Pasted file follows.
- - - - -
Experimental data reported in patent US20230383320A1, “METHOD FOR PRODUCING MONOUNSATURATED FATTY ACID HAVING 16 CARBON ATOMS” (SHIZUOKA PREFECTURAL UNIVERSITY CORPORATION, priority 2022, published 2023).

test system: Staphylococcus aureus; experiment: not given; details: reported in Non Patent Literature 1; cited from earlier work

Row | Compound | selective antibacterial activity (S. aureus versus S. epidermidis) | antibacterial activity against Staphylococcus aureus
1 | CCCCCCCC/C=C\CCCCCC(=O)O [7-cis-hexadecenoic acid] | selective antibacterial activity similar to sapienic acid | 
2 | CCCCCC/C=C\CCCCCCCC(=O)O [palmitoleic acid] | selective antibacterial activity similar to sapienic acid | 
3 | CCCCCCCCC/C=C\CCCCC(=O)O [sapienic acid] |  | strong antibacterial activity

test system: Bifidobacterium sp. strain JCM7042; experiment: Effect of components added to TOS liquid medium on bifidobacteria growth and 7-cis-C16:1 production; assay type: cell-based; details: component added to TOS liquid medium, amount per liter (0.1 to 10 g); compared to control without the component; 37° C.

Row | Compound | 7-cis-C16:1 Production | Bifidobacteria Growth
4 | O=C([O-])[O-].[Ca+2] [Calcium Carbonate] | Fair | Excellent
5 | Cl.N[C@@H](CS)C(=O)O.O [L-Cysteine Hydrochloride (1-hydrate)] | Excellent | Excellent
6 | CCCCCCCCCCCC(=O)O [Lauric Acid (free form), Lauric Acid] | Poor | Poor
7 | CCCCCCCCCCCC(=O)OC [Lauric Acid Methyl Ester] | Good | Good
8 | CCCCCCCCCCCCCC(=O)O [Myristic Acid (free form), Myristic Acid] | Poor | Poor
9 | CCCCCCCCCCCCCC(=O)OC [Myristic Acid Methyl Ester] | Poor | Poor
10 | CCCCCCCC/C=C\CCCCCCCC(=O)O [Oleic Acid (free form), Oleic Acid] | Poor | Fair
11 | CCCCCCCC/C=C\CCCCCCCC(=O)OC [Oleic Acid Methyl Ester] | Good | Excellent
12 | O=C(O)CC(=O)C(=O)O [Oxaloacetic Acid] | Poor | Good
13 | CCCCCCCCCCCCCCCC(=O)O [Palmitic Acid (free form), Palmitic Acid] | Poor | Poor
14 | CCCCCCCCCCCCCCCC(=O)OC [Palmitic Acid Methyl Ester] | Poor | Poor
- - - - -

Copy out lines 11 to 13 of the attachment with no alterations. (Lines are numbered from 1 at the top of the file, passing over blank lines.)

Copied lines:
6 | CCCCCCCCCCCC(=O)O [Lauric Acid (free form), Lauric Acid] | Poor | Poor
7 | CCCCCCCCCCCC(=O)OC [Lauric Acid Methyl Ester] | Good | Good
8 | CCCCCCCCCCCCCC(=O)O [Myristic Acid (free form), Myristic Acid] | Poor | Poor